Endowment ensures we will be here for the community for good, forever. A great example of the power of endowment is the Harry Williams Fund that was started during the Great Depression. That $5,000 fund has grown to over $9 million in assets and has given out more than $9 million over the life of the fund. Those were troubled times and it would have been easy to spend the funds for immediate needs, but the donor chose to endow them to provide for the present and the future.
What are your next steps for supporting the business community?
We are putting in place some financial programs through intermediaries that will offer low-interest loans on very favorable terms. In essence, we are standing behind the small business community and using the Community Foundation’s assets as a kind of collective bargaining chip to leverage the support we believe local businesses will need—not just for the intermediate recovery period but probably for much longer. We will be announcing details about this program as soon as they are finalized. Stay tuned!
I wanted to thank Lola Harmon Ramsey for speaking on behalf of the 94 to 98% white population in Newaygo County that she mentioned in her Near North Now piece.
Racism isn’t spoken about in our county because, well, we don’t have a problem, right? There is no problem because we don’t have a big “minority” community, right?
When and how can our communities within our county have an open and honest discussion about diversity, racism and social justice? Racism in Michigan does not live only in our urban areas that have significant numbers of black families. Racism and it’s tragic effects have been occurring since Native Indigenous people were forcefully marched east of the Mississippi, or wiped out through genocide.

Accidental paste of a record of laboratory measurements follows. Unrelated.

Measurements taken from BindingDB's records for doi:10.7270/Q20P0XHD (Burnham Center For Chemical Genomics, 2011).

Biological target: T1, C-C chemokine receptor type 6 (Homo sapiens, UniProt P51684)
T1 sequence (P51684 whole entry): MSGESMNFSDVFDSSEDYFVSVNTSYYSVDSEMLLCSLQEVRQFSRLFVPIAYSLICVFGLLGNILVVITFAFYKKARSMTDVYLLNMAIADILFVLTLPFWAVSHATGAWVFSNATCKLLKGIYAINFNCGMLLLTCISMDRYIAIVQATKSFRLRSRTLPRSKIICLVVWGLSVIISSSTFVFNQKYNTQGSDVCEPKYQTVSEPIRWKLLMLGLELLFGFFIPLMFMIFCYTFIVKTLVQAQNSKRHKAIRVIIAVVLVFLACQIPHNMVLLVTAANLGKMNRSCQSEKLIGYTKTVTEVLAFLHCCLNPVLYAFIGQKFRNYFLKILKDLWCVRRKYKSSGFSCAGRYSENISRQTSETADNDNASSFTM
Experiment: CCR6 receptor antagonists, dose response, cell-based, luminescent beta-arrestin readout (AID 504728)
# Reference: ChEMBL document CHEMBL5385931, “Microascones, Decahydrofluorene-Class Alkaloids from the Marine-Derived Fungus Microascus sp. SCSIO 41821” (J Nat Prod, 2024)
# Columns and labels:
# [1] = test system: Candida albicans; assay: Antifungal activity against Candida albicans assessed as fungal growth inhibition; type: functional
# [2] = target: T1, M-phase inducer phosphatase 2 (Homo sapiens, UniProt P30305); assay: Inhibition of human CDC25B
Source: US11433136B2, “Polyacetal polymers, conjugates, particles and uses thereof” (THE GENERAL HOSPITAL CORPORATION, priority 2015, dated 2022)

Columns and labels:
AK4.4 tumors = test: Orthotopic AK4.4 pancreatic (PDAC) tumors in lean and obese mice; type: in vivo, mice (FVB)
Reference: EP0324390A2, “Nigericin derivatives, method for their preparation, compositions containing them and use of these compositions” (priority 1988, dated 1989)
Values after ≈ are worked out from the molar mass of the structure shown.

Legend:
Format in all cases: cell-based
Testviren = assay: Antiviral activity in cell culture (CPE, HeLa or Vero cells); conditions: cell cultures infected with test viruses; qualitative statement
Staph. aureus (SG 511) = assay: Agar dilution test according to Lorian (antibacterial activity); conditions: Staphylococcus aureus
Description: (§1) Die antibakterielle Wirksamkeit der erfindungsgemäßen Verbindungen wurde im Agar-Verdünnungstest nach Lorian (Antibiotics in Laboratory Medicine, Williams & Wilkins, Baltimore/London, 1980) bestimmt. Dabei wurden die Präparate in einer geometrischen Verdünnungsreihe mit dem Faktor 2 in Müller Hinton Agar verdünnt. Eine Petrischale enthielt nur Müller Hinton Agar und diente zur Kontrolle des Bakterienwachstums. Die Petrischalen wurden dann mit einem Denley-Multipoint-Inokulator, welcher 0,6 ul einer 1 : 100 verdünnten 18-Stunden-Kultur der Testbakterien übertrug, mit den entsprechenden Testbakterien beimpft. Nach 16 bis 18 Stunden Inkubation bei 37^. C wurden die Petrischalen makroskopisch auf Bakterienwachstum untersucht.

Silence does not necessarily mean all is well here. It may mean we don’t even know or comprehend what our Black, Asian, Hispanic, East Indian, Native Indigenous or community members of diverse non-white ethnicities do experience here.
It is up to each of us from the white community to deeply reflect on our own attitudes and prejudices. It is also our responsibility to speak up against fear, racism and ignorance and not wait for people of color in our community to speak up first. Lola’s honesty is the mirror for us all. Thank YOU, Lola, for speaking up.
I call upon our civic, church, business, medical, mental health, social service and school leadership, perhaps with support from the Fremont Area Community Foundation, to help the citizens of our county come together in understanding and exposing both our overt and covert racism. Help us create a community where diversity and social justice are both nurtured, and dealt with honestly.
By Lola Harmon-Ramsey
Ms. H-R has written for N3 when she finds the time and gives in to our constant badgering for more of her writings.
This is a post from her social media page we found to be a thoughtful and compelling piece of writing and asked her if we might share it with our readers. After a smidge of the aforementioned badgering she agreed. We hope you find it as candid and heartfelt as we did.
What to say when everyone has said it all? Honestly, I don’t think I’ve earned the right to share my opinion on race or what’s going on. I know I am the epitome of privilege. I wish more of you knew that too.
What I can tell you is that the community I live in is 94.8% white according to the 2000 census. Maybe that isn’t exactly correct today, but I would venture it’s still pretty close. In all actuality, I would say the city I reside in, Fremont, is more like 98% white because people of color are rare here.